Back in the lounge, Hattie surveyed the drinks cabinet. There were half-bottles of strange liqueurs they’d picked up on their holidays. What was cachaça when it was at home? She squinted at the label. Brazil. They’d definitely never been there. Tanqueray gin. No idea where that originated from, but if it got you tanked … She poured herself a generous measure and topped it up with some tonic that was a year past its sell-by date. Flatter than Keira Knightley’s chest but it did the job.
Taking a swig, Hattie wished again that she was more of a hardened drinker. A couple of these and she’d be lights out and nobody home. Admittedly, that was the effect she was going for, but the ability to chug a few more might help to numb the pain for longer.
As the gin sneaked its way around her bloodstream, Hattie swayed around the room. If Gary had been here – if Gary had been here during a party – there would be glasses everywhere. His glasses, to be precise. He’d been notorious for ‘parking’ his drink somewhere, forgetting where it was and pouring himself a new one. Hattie had tried everything, from dangly glass markers to indelible ink pens, to identify which drink belonged to whom, but Gary always left a trail of semi-supped glasses in his wake.
Suddenly, Hattie felt a peculiar sense of being watched. Had Johnny come home unexpectedly? No, she hadn’t heard the front door opening and closing. In any case, he’d have at least spoken to her before heading to his room. Her sleep-deprived and grief-addled brain was playing tricks with her, that was all.
Reaching the CD player, Hattie considered putting on some Fleetwood Mac. She could channel her inner Stevie Nicks and flap around a bit. All she needed was some dry shampoo to oomph her curls and a slightly gothic outfit. Nope, Pokémon pyjamas were not hitting the mark. She started rifling through the CD collection then … hang on … where had that glass come from? Hattie looked in disbelief at what appeared to be a shot of whisky topped up with water. Balanced slightly precariously on one of her precious Steps CDs, like it was a coaster. She nudged it nervously aside with her finger. A quick sniff confirmed her suspicions. It was whisky. One of Gary’s favourites. Hattie would rather gargle bleach than touch the Scottish stuff. Eurgh! Who ever thought that a combination of smelly socks with a hint of plant compost would make a best-selling drink? Well, millions of people clearly did but …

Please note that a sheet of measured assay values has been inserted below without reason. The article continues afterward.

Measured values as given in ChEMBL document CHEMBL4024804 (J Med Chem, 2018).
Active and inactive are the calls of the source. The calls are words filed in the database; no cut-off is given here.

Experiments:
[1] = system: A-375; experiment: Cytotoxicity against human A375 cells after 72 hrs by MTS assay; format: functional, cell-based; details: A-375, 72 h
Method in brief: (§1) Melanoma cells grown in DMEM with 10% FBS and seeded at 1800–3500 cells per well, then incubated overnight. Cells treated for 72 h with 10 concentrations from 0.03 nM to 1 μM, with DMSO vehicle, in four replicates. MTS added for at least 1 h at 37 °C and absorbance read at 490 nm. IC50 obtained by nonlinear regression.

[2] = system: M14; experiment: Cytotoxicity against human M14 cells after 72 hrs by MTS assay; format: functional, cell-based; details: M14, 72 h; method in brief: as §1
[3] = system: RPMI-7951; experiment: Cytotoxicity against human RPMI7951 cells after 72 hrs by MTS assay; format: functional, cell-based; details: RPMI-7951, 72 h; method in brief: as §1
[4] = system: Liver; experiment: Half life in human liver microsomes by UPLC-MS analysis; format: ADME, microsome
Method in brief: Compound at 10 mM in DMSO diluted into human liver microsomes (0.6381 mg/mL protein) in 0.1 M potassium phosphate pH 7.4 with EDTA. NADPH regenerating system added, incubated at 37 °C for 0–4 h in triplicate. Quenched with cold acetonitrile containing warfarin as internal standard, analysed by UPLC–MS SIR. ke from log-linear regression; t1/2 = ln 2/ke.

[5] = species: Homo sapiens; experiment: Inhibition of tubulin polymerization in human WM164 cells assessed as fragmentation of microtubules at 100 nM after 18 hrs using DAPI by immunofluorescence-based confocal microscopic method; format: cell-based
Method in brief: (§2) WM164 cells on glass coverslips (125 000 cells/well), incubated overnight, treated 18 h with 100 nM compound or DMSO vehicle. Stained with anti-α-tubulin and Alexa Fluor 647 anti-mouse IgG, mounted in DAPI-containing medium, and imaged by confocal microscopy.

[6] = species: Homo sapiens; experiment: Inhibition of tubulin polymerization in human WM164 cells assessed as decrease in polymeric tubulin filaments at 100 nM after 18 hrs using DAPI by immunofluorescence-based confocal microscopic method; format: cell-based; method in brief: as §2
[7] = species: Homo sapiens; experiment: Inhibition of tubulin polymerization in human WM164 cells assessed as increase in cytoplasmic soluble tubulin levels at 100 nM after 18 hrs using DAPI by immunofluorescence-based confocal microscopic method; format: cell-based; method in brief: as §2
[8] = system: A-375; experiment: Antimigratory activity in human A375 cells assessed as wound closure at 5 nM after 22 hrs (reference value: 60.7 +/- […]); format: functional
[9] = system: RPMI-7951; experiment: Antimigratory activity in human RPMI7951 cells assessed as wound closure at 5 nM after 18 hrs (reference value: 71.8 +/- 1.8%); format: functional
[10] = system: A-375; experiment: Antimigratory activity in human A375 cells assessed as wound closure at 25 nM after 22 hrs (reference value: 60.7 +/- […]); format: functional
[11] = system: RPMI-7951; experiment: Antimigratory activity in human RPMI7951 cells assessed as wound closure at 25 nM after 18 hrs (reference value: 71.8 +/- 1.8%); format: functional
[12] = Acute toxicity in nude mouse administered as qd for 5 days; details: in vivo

‘Hey, babe. I’m home!’ Hattie froze, pre-Stevie Nicks impression. ‘Christ, that gin was bloody strong,’ she thought, before realising that the voice she’d just heard was Gary’s. Not, I’m in heaven, be strong, flying with the angels now, voice of Gary she’d conjured up since his death but his actual voice. Gruff, rough and impossible to misinterpret. Somehow, someway, Gary was back.
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